I've never met Pink. You know, the artist. She came to our little corner of the world for a concert a few years ago and I wanted to take my daughter but it was on one of my busiest nights of the week for clients and I couldn't move them all so we didn't go.
I do follow her and her husband on Instagram. So, it's just like I've met them.
Last year, someone somewhere was barking at her and her husband about something. And Pink responded. She challenged everyone to go one day without criticizing anyone.
Today, I'm going to raise her. I want to eradicate gossip and complaining. No, seriously, I want to wipe it out like a bad virus.
Because that is what complaining and gossip are: a nasty, relationship killing virus.
I despise it so much that I am about to institute a policy in our companies. It's simple: if you complain or gossip, you're fired. No write-ups. No warnings. Just gone.
The only way to deal with a virus is to kill it. Destroy it and that is what I want you and me to do. Because it will take all of us to remove this virus.
So let's define these cousin viruses. Gossip and complaining are talking about a problem that you see with someone who cannot fix it or help you solve it.
The problem is that it is so easy to complain about someone else. It is so easy to gripe about a policy.
It is so easy to be the victim.
I saw this all the time when I worked at a local mental hospital. People who were almost always late for work would complain when they were written up.
They would become the victim when they were fired.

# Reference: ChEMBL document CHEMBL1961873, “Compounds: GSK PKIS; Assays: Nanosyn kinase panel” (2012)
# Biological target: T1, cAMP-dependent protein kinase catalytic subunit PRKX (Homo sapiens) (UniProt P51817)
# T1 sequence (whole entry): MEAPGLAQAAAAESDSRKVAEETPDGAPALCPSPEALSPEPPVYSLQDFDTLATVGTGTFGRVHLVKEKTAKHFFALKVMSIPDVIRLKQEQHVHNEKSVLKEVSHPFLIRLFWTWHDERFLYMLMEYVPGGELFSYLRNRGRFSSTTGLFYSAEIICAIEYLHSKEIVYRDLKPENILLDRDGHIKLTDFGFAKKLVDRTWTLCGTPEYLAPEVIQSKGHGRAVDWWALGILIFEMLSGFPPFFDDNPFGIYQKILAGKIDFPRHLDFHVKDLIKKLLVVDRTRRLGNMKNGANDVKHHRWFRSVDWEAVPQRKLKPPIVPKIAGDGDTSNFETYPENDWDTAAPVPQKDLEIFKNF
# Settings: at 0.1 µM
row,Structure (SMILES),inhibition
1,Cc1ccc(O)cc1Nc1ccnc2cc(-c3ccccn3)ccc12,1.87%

I've seen this pattern repeat as a business owner.
I've even heard stories about employees who wanted to pick who they talked to because they "didn't want any feedback, they just wanted to be able to share their thoughts."
That's the heart of complaining.
This doesn't mean that I think we shouldn't address concerns and discuss things that we see that need improved. I believe the exact opposite.
We need to discuss problems. We need to address areas that can improve. I have built my entire career and my family system around the idea that everyone wants to be heard.
Recently, I was doing a consultation with a company where there was some strong conflict between management and the employees...well, really one employee who was somewhere more than an employee and much less than ownership. He was in middle management.
He had ideas on how they could improve the overall business. But he didn't have the whole picture. If had had, he would have understood why management couldn't do what he wanted.
The temptation for many people in that situation would be to complain and gossip. To his credit, he didn't. That's the culture I'm going for both in my personal life and in my companies.
So I've developed some questions for myself over the years to deal with potential gossiping and complaining in my own life. They are as follows:
- What do I actually not like about this situation? I've found that sometimes, I just need to spend some time defining what I think I'm upset about.
- When was the last time I ate? Sometimes, I get "hangry."
- What has my sleep been like in the last couple of days? Sometimes, I need to sleep
- Did I agree to do this thing for this compensation? This is a simple integrity issue.
- Why does this thing (whatever it is) have to be a problem? Not everything that I dislike has to be a problem. I once worked for a guy who bragged about throwing an old rotary phone at an employee in a meeting because he was mad at her. That had to be a problem.
- Do I have a possible idea for a solution to this problem? Sometimes, you don't have anything concrete but often we will have some idea of how the problem could be fixed.